MARCELLO MASTROIANNI (1924-96)
Marcello Mastroianni, the Italian actor who would one day become one of the screen’s most adored Latin lovers, entered this world in the tiny village of Fontana Liri in the Apennines although he grew up in Turin and Rome. It would not be until the 1980s that he discovered his mother was of Russian-Jewish extraction, a decidedly dangerous family history in Fascist Italy. During the Second World War, after the division into Axis and Allied Italy, Marcello was interned in a loosely guarded German labor camp. Escaping from there, he hid out in Venice for a while before moving to Rome and entering a theatre company. His career blossomed after the war and so did his private life. His numerous lovers included French star Catherine Deneuve, Ursula Andress, Claudia Cardinale, Lauren Hutton and Faye Dunaway. Pancreatic cancer claimed him in 1996 at the age of 72.
WALTER MATTHAU (1920-2000)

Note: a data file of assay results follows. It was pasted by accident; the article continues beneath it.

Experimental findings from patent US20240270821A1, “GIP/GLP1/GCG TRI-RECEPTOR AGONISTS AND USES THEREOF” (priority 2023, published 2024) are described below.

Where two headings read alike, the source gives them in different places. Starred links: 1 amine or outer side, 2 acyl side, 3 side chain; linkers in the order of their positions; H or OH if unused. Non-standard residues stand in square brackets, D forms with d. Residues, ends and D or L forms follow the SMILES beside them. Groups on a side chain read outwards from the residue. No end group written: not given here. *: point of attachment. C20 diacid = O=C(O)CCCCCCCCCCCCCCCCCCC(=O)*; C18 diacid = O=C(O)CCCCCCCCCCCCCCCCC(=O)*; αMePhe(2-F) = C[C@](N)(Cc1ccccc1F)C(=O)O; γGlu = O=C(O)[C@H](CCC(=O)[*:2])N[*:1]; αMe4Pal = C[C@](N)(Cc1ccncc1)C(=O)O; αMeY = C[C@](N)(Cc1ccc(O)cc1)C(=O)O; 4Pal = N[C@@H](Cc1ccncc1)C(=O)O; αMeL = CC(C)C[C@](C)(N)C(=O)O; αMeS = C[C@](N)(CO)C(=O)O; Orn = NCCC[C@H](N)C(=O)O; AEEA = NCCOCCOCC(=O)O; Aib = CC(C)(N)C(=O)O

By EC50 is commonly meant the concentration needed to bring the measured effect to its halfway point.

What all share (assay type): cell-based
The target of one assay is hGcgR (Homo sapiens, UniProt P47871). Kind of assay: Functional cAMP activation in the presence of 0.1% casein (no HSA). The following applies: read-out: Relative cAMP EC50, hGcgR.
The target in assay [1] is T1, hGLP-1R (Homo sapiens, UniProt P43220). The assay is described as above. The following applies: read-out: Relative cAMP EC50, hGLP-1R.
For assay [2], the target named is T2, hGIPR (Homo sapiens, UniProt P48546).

Walter Matthau was born in New York City, the son of a Lithuanian mother and a Russian-Jewish father. He had to deal with a chronic gambling addiction his entire adult life, and once estimated that he lost around $5 million during that time. During World War Two he served in the USAAF with the Eighth Air Force in Britain as a Consolidated B-24 Liberator radioman-gunner. In fact, he was in the same 453rd Bombardment Group as James Stewart. Based at Old Buckenham, Norfolk, during this time, Matthau flew missions across to Europe during the Battle of the Bulge and eventually attained the rank of staff sergeant. His 6’3” frame was often slouched in later life because of the back injuries he sustained in combat.